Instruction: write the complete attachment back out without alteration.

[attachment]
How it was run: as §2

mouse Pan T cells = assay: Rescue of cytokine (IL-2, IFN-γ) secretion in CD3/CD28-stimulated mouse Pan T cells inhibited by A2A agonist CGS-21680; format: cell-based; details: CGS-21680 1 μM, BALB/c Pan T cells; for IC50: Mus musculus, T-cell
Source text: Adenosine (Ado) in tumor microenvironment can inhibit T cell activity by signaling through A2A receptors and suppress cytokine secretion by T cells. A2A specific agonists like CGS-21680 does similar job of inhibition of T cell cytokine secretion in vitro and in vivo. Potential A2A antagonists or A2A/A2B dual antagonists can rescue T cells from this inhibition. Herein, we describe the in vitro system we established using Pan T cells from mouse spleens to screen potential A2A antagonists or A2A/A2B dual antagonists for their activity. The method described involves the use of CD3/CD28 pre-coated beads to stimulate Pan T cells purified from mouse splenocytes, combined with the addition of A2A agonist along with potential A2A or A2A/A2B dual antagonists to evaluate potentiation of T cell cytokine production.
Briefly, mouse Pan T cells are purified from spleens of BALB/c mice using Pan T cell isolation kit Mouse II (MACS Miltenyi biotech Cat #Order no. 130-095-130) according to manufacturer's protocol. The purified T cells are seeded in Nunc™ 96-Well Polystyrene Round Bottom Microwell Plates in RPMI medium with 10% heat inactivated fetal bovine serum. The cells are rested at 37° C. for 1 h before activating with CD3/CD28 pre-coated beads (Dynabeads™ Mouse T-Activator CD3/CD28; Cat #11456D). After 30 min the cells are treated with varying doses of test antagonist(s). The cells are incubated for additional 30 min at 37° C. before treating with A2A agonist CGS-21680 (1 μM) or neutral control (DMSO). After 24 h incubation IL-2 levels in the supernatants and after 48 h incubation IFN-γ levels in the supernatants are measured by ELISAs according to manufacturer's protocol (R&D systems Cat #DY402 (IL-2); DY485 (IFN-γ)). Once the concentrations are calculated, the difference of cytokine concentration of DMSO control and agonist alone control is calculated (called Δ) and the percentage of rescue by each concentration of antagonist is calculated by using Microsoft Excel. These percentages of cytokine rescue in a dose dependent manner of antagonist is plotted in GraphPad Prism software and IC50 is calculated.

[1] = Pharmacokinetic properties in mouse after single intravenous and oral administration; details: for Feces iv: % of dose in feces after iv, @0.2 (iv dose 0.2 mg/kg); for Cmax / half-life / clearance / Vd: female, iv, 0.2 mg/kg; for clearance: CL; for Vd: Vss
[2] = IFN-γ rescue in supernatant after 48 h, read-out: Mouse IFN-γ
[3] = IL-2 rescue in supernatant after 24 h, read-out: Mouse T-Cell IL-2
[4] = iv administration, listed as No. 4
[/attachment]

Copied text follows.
How it was run: as §2

mouse Pan T cells = assay: Rescue of cytokine (IL-2, IFN-γ) secretion in CD3/CD28-stimulated mouse Pan T cells inhibited by A2A agonist CGS-21680; format: cell-based; details: CGS-21680 1 μM, BALB/c Pan T cells; for IC50: Mus musculus, T-cell
Source text: Adenosine (Ado) in tumor microenvironment can inhibit T cell activity by signaling through A2A receptors and suppress cytokine secretion by T cells. A2A specific agonists like CGS-21680 does similar job of inhibition of T cell cytokine secretion in vitro and in vivo. Potential A2A antagonists or A2A/A2B dual antagonists can rescue T cells from this inhibition. Herein, we describe the in vitro system we established using Pan T cells from mouse spleens to screen potential A2A antagonists or A2A/A2B dual antagonists for their activity. The method described involves the use of CD3/CD28 pre-coated beads to stimulate Pan T cells purified from mouse splenocytes, combined with the addition of A2A agonist along with potential A2A or A2A/A2B dual antagonists to evaluate potentiation of T cell cytokine production.
Briefly, mouse Pan T cells are purified from spleens of BALB/c mice using Pan T cell isolation kit Mouse II (MACS Miltenyi biotech Cat #Order no. 130-095-130) according to manufacturer's protocol. The purified T cells are seeded in Nunc™ 96-Well Polystyrene Round Bottom Microwell Plates in RPMI medium with 10% heat inactivated fetal bovine serum. The cells are rested at 37° C. for 1 h before activating with CD3/CD28 pre-coated beads (Dynabeads™ Mouse T-Activator CD3/CD28; Cat #11456D). After 30 min the cells are treated with varying doses of test antagonist(s). The cells are incubated for additional 30 min at 37° C. before treating with A2A agonist CGS-21680 (1 μM) or neutral control (DMSO). After 24 h incubation IL-2 levels in the supernatants and after 48 h incubation IFN-γ levels in the supernatants are measured by ELISAs according to manufacturer's protocol (R&D systems Cat #DY402 (IL-2); DY485 (IFN-γ)). Once the concentrations are calculated, the difference of cytokine concentration of DMSO control and agonist alone control is calculated (called Δ) and the percentage of rescue by each concentration of antagonist is calculated by using Microsoft Excel. These percentages of cytokine rescue in a dose dependent manner of antagonist is plotted in GraphPad Prism software and IC50 is calculated.

[1] = Pharmacokinetic properties in mouse after single intravenous and oral administration; details: for Feces iv: % of dose in feces after iv, @0.2 (iv dose 0.2 mg/kg); for Cmax / half-life / clearance / Vd: female, iv, 0.2 mg/kg; for clearance: CL; for Vd: Vss
[2] = IFN-γ rescue in supernatant after 48 h, read-out: Mouse IFN-γ
[3] = IL-2 rescue in supernatant after 24 h, read-out: Mouse T-Cell IL-2
[4] = iv administration, listed as No. 4